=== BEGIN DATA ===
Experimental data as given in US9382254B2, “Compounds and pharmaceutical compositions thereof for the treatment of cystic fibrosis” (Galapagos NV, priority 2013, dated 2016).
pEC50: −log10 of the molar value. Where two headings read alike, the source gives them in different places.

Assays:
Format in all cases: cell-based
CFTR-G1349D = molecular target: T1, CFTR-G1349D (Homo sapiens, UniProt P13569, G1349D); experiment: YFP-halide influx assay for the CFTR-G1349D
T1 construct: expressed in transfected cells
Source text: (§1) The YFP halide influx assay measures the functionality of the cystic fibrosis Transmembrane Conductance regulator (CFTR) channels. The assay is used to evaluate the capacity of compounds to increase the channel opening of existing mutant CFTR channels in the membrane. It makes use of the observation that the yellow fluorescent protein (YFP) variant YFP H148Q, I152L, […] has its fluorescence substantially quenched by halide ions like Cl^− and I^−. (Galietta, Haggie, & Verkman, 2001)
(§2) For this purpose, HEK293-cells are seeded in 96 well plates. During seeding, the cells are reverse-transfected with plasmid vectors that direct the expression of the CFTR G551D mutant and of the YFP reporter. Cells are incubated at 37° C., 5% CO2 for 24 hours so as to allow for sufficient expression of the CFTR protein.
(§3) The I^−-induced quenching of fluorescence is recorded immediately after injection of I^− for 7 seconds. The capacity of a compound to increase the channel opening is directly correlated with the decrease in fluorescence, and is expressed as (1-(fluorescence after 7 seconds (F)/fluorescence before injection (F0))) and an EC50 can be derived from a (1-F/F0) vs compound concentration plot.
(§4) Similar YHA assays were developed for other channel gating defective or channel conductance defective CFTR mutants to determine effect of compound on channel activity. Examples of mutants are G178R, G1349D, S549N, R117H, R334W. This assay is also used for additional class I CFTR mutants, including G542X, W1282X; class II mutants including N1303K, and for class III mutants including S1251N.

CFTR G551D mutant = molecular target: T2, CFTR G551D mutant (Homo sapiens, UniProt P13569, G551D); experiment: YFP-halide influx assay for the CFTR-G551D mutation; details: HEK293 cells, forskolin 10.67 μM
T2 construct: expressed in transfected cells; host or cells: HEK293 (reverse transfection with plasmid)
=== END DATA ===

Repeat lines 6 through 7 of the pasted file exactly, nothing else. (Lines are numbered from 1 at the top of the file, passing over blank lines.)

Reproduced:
T1 construct: expressed in transfected cells
Source text: (§1) The YFP halide influx assay measures the functionality of the cystic fibrosis Transmembrane Conductance regulator (CFTR) channels. The assay is used to evaluate the capacity of compounds to increase the channel opening of existing mutant CFTR channels in the membrane. It makes use of the observation that the yellow fluorescent protein (YFP) variant YFP H148Q, I152L, […] has its fluorescence substantially quenched by halide ions like Cl^− and I^−. (Galietta, Haggie, & Verkman, 2001)